We have a duty to protect your personal information and confidentiality and we take our responsibilities very seriously. We are committed to taking all reasonable measures to ensure the confidentiality and security of personal data, whether it is in electronic or paper format.
Everyone working for NWAS must comply with data protection legislation and the Common Law Duty of Confidentiality. Information provided to us will be used in confidence and only for the purposes explained to you and to which you consented, unless there are other circumstances covered by the law.
All staff are required to undertake annual data security and protection training and be aware of their information governance.
At board level, we have appointed a Senior Information Risk Owner (SIRO) who is accountable for the management of information across the trust and any associated risks and incidents. The SIRO for the trust is our Executive Director of Quality, Innovation and Improvement.
The NHS also has an additional set of guidelines, known as the Caldicott Principles, which apply to the use of patient information. All NHS organisations are required to appoint a Caldicott Guardian to ensure patient information is handled in accordance with legal and NHS regulations. We have appointed our Medical Director as Caldicott Guardian in acknowledgement of how seriously we take the protection of your right to confidentiality. Our Medical Director is also a senior member of our trust board who understands the requirements for protecting the confidentiality of patient information as well as enabling appropriate information sharing.
We also have the necessary controls in place with external organisations that process data on our behalf, to ensure that the organisation complies with the UK data protection legislation and the GDPR.
The trust will not transfer your personal data outside the UK unless there are arrangements in place to ensure an adequate level of protection for the rights and freedoms of data subjects.
Data Protection laws give individuals rights in respect of the personal information that we hold about you. These are:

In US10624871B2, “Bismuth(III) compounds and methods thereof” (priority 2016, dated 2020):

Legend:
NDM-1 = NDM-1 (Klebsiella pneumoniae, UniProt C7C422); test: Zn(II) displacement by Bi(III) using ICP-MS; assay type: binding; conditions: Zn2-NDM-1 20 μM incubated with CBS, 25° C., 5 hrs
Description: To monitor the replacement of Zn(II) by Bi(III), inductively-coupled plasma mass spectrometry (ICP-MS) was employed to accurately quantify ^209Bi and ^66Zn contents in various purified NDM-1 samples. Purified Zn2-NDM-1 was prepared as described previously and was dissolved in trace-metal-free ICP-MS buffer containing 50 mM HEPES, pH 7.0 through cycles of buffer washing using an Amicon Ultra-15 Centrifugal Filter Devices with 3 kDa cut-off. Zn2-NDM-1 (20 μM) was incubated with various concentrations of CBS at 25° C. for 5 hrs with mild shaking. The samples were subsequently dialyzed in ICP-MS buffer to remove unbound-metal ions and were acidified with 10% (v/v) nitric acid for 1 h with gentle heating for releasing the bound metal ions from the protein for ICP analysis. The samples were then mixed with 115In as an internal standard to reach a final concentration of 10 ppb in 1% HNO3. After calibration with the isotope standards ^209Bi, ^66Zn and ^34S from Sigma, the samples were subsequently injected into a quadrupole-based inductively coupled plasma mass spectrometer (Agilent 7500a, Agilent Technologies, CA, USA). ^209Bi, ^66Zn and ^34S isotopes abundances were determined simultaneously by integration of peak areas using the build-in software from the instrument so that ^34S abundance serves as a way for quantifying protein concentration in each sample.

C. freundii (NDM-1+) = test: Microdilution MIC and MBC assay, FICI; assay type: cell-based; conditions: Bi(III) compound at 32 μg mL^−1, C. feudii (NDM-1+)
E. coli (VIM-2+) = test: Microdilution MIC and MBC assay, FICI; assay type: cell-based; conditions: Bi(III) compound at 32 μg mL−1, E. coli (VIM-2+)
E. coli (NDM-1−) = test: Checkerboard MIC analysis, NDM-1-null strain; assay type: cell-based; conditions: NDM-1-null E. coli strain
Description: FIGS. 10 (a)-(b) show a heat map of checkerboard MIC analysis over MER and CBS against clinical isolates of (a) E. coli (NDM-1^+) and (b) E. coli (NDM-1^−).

• To be informed why, where, and how we use your information;
• To ask for access to your information;
• To ask for your information to be corrected if it is inaccurate or incomplete;
• To ask for your information to be deleted or removed where there is no need for us to continue processing it;
• To ask us to restrict the use of your information;
• To ask us to copy or transfer your information from one IT system to another in a safe and secure way, without impacting the quality of the information;
• To object how your information is used;
• To challenge any decisions made without human intervention (automated decision making).
The Freedom of Information Act (2000) gives every Individual the right to request information held by Government Agencies. Private Companies are not subject to this Act. Please note that a Freedom of Information Request is not a Subject Access Request.
For more information please refer to the Freedom of Information section of the trust website.
The legal basis for the processing of data for these purposes is that the NHS is an official authority with a public duty to care for its patients, as guided by the Department of Health and data protection laws. It is appropriate to do so for health and social care treatment of patients and the management of health or social care systems and services.
Some of your information will also be shared with NHS Digital to improve NHS 111 and 999 services; the information received through their intelligence data tool consists of outcome data which is not identifiable.
If we need to use your personal information for any reason beyond those stated above, we will discuss this with you. You have the right to not ask us to use your information in this way.
However there are exceptions to this which are listed below:
• The public interest is thought to be of greater importance, for example:
– If a serious crime has been committed;
– If there are risk to the public or our staff;
– To protect vulnerable children or adults.
• We have a legal duty, for example registering births, reporting some infectious diseases, wounding by firearms, and court orders;
• We need to use the information for medical research. We have to ask permission from the Confidentiality Advisory Group (CAG) (appointed by the NHS Health Research Authority).